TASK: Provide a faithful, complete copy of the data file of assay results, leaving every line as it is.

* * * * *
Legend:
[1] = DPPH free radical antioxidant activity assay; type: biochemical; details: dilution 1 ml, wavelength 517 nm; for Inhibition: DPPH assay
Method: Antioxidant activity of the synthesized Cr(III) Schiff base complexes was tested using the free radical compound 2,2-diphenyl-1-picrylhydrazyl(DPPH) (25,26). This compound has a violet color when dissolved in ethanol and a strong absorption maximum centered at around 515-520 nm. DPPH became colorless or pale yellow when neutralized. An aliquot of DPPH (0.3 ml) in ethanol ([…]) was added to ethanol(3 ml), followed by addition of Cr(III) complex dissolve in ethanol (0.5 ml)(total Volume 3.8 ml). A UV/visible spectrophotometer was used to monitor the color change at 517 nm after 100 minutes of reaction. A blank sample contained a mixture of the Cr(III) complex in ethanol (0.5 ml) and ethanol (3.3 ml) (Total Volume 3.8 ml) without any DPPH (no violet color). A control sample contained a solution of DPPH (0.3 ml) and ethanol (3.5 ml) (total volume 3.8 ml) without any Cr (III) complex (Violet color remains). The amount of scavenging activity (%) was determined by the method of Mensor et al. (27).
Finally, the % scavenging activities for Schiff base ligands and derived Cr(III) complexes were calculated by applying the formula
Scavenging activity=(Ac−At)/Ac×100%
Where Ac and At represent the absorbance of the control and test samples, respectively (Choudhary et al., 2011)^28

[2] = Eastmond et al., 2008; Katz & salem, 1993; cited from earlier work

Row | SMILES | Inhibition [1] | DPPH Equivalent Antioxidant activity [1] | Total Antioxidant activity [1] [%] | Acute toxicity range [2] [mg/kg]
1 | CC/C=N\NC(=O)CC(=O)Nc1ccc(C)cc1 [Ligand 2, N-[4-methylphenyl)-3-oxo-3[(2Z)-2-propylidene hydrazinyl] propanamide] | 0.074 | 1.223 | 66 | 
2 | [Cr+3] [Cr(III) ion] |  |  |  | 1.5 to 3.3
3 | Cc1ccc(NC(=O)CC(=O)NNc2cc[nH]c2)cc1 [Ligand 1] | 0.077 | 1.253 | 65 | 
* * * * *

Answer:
Legend:
[1] = DPPH free radical antioxidant activity assay; type: biochemical; details: dilution 1 ml, wavelength 517 nm; for Inhibition: DPPH assay
Method: Antioxidant activity of the synthesized Cr(III) Schiff base complexes was tested using the free radical compound 2,2-diphenyl-1-picrylhydrazyl(DPPH) (25,26). This compound has a violet color when dissolved in ethanol and a strong absorption maximum centered at around 515-520 nm. DPPH became colorless or pale yellow when neutralized. An aliquot of DPPH (0.3 ml) in ethanol ([…]) was added to ethanol(3 ml), followed by addition of Cr(III) complex dissolve in ethanol (0.5 ml)(total Volume 3.8 ml). A UV/visible spectrophotometer was used to monitor the color change at 517 nm after 100 minutes of reaction. A blank sample contained a mixture of the Cr(III) complex in ethanol (0.5 ml) and ethanol (3.3 ml) (Total Volume 3.8 ml) without any DPPH (no violet color). A control sample contained a solution of DPPH (0.3 ml) and ethanol (3.5 ml) (total volume 3.8 ml) without any Cr (III) complex (Violet color remains). The amount of scavenging activity (%) was determined by the method of Mensor et al. (27).
Finally, the % scavenging activities for Schiff base ligands and derived Cr(III) complexes were calculated by applying the formula
Scavenging activity=(Ac−At)/Ac×100%
Where Ac and At represent the absorbance of the control and test samples, respectively (Choudhary et al., 2011)^28

[2] = Eastmond et al., 2008; Katz & salem, 1993; cited from earlier work

Row | SMILES | Inhibition [1] | DPPH Equivalent Antioxidant activity [1] | Total Antioxidant activity [1] [%] | Acute toxicity range [2] [mg/kg]
1 | CC/C=N\NC(=O)CC(=O)Nc1ccc(C)cc1 [Ligand 2, N-[4-methylphenyl)-3-oxo-3[(2Z)-2-propylidene hydrazinyl] propanamide] | 0.074 | 1.223 | 66 | 
2 | [Cr+3] [Cr(III) ion] |  |  |  | 1.5 to 3.3
3 | Cc1ccc(NC(=O)CC(=O)NNc2cc[nH]c2)cc1 [Ligand 1] | 0.077 | 1.253 | 65 | 